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Parasite: A Graphic Novel in Storyboards Review

Parasite: A Graphic Novel in Storyboards Review

-Written by: Will

Like many, I fell in love with the film Parasite last year. Bong Joon Ho’s direction and brilliant script made for a great satire on economic inequality. The film was worthy of the Oscars for Best Original Screenplay, Best Director, and Best Picture, the first foreign language film to do so. Being a fan of the film, I wanted to see how Parasite came to life. I really enjoy the behind-the-scenes materials, especially the storyboards. It’s really cool to see the director’s vision before they put it to camera. Luckily, Parasite: A Graphic Novel In Storyboards is exactly that. This hardcover book works as a great supplement, but in no way an alternative, to the film.

For those who haven’t seen the film

As part of his filmmaking process, Bong Joon Ho drew storyboards for every scene before filming, so the entire story is told in this book, but I strongly recommend you watch the actual film before diving into this book. The storyboards were meant to help him visualize scenes and give his crew an idea of what he was aiming for. As such, everything is very utilitarian. The drawings are rough sketches, with some characters represented by their names. The storyboards are also small to allow for multiple storyboards on a single page, plotting out a scene. This process means leaving out many details that are shown in the final product. A lot of the beautiful set designs would be lost if people only read the storyboards.

Another thing to note is that inclusion of the script alongside the storyboards can be hard to follow if you haven’t seen the film. Storyboards don’t include speech bubbles, so the script is included with the storyboards. If you haven’t seen the film, it will be very difficult to match the dialogue with the correct storyboards.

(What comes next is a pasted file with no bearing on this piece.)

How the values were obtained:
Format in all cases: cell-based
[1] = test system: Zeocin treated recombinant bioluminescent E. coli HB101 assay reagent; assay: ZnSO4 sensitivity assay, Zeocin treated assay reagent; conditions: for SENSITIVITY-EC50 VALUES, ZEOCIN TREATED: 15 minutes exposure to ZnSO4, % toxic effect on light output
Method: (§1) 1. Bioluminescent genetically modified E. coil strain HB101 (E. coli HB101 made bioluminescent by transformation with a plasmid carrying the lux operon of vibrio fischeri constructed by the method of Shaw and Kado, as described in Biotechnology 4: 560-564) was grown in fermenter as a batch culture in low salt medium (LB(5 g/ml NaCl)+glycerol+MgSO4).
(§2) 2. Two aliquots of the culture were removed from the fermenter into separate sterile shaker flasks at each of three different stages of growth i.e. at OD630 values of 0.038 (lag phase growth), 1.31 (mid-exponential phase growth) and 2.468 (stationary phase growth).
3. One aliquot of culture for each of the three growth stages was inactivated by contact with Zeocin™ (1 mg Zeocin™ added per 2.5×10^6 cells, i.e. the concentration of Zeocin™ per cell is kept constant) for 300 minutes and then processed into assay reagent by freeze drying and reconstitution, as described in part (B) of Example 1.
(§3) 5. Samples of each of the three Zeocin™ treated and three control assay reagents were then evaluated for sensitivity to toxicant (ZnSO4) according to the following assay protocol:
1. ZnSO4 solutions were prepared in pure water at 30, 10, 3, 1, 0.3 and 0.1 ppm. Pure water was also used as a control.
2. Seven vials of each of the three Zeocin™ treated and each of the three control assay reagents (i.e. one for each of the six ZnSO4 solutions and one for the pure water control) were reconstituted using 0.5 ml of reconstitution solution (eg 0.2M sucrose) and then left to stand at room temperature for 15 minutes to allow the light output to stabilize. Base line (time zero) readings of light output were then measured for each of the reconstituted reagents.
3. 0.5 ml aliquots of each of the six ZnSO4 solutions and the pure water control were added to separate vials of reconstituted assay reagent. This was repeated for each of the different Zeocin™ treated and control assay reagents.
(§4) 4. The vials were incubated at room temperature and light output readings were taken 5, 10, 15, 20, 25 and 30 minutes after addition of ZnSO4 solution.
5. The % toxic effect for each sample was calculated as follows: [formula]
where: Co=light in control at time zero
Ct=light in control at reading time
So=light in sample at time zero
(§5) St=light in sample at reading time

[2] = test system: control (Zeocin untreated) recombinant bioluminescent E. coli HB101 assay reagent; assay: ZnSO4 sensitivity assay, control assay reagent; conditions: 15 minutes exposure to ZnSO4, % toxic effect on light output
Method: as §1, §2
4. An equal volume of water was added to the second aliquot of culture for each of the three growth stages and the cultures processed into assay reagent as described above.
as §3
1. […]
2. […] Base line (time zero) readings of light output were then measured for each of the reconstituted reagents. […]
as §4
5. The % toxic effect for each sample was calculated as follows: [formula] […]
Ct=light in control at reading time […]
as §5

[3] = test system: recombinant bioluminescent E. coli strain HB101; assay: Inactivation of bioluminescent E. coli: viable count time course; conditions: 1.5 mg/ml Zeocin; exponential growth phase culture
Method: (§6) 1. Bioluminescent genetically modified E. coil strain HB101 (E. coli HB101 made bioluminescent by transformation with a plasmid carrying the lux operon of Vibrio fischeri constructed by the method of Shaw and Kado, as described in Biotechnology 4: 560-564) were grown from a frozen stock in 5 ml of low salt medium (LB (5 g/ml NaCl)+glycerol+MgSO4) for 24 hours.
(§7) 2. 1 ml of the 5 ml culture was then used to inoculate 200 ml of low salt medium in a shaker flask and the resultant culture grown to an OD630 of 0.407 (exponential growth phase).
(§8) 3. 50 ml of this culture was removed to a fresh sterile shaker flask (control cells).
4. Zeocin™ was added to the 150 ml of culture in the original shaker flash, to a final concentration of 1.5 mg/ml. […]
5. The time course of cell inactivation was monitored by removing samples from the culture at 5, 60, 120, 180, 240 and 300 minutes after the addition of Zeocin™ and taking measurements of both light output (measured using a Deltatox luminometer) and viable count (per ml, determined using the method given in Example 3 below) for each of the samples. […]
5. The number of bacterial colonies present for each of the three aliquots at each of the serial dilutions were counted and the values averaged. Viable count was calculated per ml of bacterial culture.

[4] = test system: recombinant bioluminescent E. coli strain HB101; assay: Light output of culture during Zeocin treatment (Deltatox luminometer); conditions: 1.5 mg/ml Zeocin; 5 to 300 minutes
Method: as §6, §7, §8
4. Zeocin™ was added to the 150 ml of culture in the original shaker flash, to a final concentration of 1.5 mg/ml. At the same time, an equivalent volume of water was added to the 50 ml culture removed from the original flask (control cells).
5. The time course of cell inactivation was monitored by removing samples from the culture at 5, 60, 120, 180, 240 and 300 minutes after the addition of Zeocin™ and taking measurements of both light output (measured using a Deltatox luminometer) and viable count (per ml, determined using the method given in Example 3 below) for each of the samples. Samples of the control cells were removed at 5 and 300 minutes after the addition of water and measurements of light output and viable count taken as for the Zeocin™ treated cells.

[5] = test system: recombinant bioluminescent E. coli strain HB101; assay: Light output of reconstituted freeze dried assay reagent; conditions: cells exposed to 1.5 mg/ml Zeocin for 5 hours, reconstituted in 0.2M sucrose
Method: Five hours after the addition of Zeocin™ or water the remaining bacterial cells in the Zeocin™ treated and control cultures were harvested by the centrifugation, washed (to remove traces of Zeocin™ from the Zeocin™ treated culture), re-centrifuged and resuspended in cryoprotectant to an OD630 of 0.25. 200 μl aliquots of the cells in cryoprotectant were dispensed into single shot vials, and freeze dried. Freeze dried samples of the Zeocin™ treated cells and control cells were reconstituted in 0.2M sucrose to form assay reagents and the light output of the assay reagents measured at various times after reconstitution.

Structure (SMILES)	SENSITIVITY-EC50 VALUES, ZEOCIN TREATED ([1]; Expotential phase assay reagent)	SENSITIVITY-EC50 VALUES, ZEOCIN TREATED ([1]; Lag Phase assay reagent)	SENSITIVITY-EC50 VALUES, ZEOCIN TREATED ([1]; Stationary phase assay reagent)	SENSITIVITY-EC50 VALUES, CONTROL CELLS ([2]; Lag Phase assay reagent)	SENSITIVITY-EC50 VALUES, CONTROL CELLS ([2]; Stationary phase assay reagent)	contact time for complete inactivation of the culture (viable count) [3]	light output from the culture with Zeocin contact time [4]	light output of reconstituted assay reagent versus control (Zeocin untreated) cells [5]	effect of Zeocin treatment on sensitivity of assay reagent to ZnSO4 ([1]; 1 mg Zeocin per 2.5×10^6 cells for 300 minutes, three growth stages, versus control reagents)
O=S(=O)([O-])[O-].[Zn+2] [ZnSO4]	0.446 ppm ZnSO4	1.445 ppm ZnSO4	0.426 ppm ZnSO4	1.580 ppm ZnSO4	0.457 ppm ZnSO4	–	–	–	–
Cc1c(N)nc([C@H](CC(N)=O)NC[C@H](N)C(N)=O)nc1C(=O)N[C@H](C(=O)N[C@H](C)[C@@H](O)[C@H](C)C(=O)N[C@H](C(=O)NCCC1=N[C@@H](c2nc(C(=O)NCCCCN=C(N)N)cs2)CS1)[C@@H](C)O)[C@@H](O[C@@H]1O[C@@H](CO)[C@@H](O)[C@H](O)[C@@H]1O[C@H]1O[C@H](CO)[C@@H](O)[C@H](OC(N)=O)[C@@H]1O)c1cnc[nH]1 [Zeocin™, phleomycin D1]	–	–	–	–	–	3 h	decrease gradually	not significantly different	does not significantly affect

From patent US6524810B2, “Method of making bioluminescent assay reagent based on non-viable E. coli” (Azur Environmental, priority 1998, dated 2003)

For those who have seen the film

Storyboarding has been a practice in animation for years but its usage has grown in live-action mediums. The storyboards often don’t get published, which makes this hardcover so precious. Along with the storyboards, Bong Joon Ho also drew out diagrams to show how to move the camera around the set to get the pans, tilts, steadicam shots he wanted. As someone who constantly wonders “How did they film that,” this is a wonderful inclusion. He even mentions the frames per second on slow motion shots for even more detail. These storyboards include scenes that didn’t make the final cut, so you get to “watch” deleted scenes, including an alternate ending. If you're into set design, there's an “early drawings” section that shows Bong Joon Ho’s concept sketches planning out the architecture for the Park’s house and the Kim’s semi-basement. I would have liked to know how they designed the neighborhood sound stage for the flooding sequence, but you can’t have everything.

This is a great item for lovers of Parasite and filmmaking. I’ll be sure to keep a copy for my dream scenario of getting it signed by Bong Joon Ho himself (and see if the image below is an accurate translation). I give this storyboard collection an overly enthusiastic “Respect!”

Parasite A Graphic Novel In Storyboards (Hardcover)

In hundreds of mesmerizing illustrations, Parasite: A Graphic Novel in Storyboards is a behind-the-scenes glimpse at the making of one of the best films in years and a brand-new way to experience the award-winning, global phenomenon. As part of his unique process, Director Bong Joon Ho storyboarded each shot of Parasite prior to the filming of every scene. Accompanied by the film's dialog, the storyboards he drew capture the story in its entirety. Director Bong has also written a foreword and provided early concept drawings and photos from the set which take the reader even deeper into the vision that gave rise to this stunning cinematic achievement.

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